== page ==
No Lazy Days
No lazy days of summer for people in the dog sport. As I write, the California State Senate has approved Senate Bill 250; the first three attempts failed to gather necessary votes to pass the bill, but on the fourth vote it passed. After consideration in several committees it will go to the Assembly for a vote. Among other things the bill states that “no person shall own, keep, or harbor, except as specified, an unsterilized dog,” and requires “any owner or custodian of an unsterilized dog to have the animal sterilized at 6 months of age, obtain a certificate of sterility, or, if provided by local ordinance, obtain an unaltered dog license.” One line I find disturbing: “By creating new crimes and imposing new duties on local animal control agencies, this bill would impose a state-mandated local program upon local governments.” It seems surreal that Americans can take seriously a bill that would make owning an unaltered dog a “crime.” This bill would force every local municipality in the state to impose, fund people on “our” side now have experience fighting this kind of law; there are dozens in Sacramento this week talking with legislators and passing out packets of information that highlight the down side of laws of this kind.
Speaking of legislative battles, on page 112 we report on how California professional handlers are raising money for legal battles. We hope this story will inspire others to take similar action in their own states. The costs in time are so little compared with all that is gained.
And it isn’t just the handlers who are getting more involved. Who among us hasn’t complained that there are not enough young people involved in the sport? On page 100 a California teen unveils her plan for organizing youth to get out “the truth” to the general public, something we often discuss in DR. Lauren Hay-Lavitt is calling for teens all over the country to join her, and we want to help in this effort by offering a place to spread the word and disseminate information on a monthly basis. We’ll report the progress of Lauren’s new organization, “Youth for Animal Welfare,” as they get organized and get to work.
We’re making a change in DR that I’m excited about. We’re well known for our coverage of dog shows and dog people worldwide, but although we list the BIS winners at all U.S. shows each month in “Show Scene,” I recently decided that we need even more coverage of American shows. Beginning with this issue we’ll have more detailed National Specialty reports by Paula Pascoe along with more photos of the winners. And don’t miss the new “Show Scene Happenings” on page 161. In upcoming issues we’re also committed to including more reports from important and unique all-breed shows. If you’d like to write a report about your National, or an all-breed show that you think is exceptional in some way, please e-mail me at email@example.com. We pay a fee for show reports so this is also an opportunity to make a little extra cash!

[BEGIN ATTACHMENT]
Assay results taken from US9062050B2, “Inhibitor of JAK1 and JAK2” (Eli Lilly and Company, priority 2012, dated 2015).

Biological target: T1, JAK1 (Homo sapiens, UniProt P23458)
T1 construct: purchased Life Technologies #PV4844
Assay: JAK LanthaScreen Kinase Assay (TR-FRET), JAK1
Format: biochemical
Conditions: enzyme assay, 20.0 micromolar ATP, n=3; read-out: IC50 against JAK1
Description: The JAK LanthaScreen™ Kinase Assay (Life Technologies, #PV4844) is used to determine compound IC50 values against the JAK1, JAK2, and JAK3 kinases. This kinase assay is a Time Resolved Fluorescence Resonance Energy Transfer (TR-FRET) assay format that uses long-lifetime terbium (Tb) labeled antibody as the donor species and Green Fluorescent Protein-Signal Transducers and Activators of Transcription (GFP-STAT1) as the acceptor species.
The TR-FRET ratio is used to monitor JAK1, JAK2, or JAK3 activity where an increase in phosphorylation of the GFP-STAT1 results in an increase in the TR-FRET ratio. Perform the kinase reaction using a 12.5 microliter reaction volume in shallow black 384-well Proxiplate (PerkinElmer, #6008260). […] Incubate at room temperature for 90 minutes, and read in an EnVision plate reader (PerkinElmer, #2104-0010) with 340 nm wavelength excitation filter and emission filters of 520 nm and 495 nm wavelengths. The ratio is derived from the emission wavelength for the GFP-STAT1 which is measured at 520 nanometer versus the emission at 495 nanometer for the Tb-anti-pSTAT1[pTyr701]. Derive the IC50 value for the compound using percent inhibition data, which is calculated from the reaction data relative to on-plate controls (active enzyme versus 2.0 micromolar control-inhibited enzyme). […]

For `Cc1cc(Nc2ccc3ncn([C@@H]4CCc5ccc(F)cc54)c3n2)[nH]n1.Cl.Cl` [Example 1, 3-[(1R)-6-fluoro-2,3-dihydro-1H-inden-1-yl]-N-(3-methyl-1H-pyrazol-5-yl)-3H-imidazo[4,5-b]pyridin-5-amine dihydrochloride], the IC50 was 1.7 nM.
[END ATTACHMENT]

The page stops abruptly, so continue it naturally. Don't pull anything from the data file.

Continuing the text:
In this issue we also present the Nominating Committee for the 2008 Winkies® for Annual Achievement. They’re already hard at work scouring the country to find worthy nominees for 2008 Outstanding Breeder, Show of the Year, Judge of the Year, Best Owner-Handler and Best Professional Handler. Their selections will be revealed in September and ballots will be included in the December issue of DR.
We’ve devoted a lot of space over the past few months to the controversy going on in Dalmatians, and this month’s letters again focus on the topic. I apologize if it seems to be overkill, and assure any readers who tire of the subject that henceforth we will limit our coverage of the subject to dogsinreview.com. But my certainty of the importance of this issue remains strong.
We are sorry to hear that Dr. Josephine Deubler passed away on May 17. We’ll have a tribue to her in July. There’s so much more to talk about, but for now enjoy this issue, and enjoy your dogs!
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